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Malicious script blocks browsers on iPhone, iPad and iPod touch

October 27, 2011

Doctor Web's engineers received a number of requests from iPad users who were troubled by blocking pop-up windows displayed as they visited certain sites in Safari and other browsers. Investigation into the problem revealed that pop-ups were brought up by malicious JavaScript code embedded into web-pages by criminals.

Earlier Doctor Web issued a report about a similar threat to Android devices.

As far as iOS devices are concerned, the embedded JavaScript code displayed a pop-up window on certain web-sites demanding that a user send a paid short message at the specified number to access the web-site. Pressing OK or Cancel doesn't close the pop-up and restarting the browser brings up the window again because Safari, in particular, restores the last session automatically.

Similarly to the Android issue, a solution to the iOS problem is quite simple: open the Settings applet, go to the Safari tab, select Delete cookie and data and press Clear in the pop-up window. In the same list select Clear History in order to prevent Safari from resuming the previously interrupted session. Besides, you can open a new Safari tab from any other application (e.g. choose to open an iTunes page), close the remaining tabs including the one blocked by the malicious script.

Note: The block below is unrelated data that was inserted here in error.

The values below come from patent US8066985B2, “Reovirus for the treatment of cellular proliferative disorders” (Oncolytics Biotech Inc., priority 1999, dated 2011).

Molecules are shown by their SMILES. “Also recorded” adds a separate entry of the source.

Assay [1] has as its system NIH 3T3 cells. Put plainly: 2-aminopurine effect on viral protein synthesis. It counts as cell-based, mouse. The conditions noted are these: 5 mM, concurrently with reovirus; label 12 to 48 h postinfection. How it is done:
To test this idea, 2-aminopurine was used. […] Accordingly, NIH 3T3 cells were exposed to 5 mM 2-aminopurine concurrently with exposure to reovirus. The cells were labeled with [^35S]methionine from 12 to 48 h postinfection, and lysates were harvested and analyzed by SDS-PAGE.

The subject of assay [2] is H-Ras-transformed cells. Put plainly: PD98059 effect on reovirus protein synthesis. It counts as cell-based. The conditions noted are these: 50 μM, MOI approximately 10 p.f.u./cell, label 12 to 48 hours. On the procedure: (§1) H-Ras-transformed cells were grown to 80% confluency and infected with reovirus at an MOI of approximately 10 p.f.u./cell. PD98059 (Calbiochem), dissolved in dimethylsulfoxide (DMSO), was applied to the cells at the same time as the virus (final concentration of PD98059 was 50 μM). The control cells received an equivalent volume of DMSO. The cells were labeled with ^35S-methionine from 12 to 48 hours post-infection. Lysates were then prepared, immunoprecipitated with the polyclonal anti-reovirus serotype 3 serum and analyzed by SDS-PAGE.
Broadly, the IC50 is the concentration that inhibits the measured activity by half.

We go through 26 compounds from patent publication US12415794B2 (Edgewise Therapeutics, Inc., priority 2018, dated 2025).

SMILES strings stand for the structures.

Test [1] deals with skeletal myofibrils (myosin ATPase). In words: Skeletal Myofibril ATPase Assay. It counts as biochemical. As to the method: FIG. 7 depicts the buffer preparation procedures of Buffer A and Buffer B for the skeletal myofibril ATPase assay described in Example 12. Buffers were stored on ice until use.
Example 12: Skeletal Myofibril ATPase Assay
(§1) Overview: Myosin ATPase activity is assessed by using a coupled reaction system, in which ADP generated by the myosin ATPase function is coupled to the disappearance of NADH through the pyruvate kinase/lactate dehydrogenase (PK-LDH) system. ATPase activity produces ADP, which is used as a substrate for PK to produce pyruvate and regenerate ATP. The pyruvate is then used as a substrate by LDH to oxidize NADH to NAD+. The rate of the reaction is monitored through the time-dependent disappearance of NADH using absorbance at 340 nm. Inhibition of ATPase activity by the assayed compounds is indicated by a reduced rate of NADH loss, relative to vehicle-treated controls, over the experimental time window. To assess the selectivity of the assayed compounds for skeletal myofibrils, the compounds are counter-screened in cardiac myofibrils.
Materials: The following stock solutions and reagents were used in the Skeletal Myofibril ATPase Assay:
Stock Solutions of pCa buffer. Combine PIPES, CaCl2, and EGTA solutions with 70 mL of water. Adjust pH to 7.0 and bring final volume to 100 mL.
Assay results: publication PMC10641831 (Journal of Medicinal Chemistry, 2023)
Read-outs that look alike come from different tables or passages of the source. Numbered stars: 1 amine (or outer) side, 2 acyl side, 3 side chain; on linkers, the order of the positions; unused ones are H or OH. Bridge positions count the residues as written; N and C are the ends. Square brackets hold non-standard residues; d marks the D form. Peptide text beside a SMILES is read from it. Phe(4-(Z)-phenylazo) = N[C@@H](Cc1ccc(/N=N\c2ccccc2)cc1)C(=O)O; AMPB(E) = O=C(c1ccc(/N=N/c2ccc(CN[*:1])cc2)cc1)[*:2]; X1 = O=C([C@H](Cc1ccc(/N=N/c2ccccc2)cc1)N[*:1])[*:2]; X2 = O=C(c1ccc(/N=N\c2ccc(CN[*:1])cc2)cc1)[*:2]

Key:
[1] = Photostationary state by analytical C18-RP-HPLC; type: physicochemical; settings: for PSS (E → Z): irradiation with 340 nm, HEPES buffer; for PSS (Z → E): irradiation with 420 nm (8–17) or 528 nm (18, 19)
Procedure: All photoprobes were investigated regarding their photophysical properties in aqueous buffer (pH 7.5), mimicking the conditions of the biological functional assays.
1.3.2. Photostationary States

This method may not work with other browsers for iOS whose settings can only be accessed from the browser window instead of the Settings applet. If your browser doesn't allow clearing its cache with tools other than its own interface, you may need to take other measures and possibly reinstall the browser. For more detailed information refer to documentation for the respective software.

It should be noted that the malicious scripts do not read the client's user-agent and a similar window can be displayed by any JavaScript supporting browser under any OS. Addresses of web-sites containing such scripts are added to the Dr.Web parental control database and onto the list of sites that spread malware.

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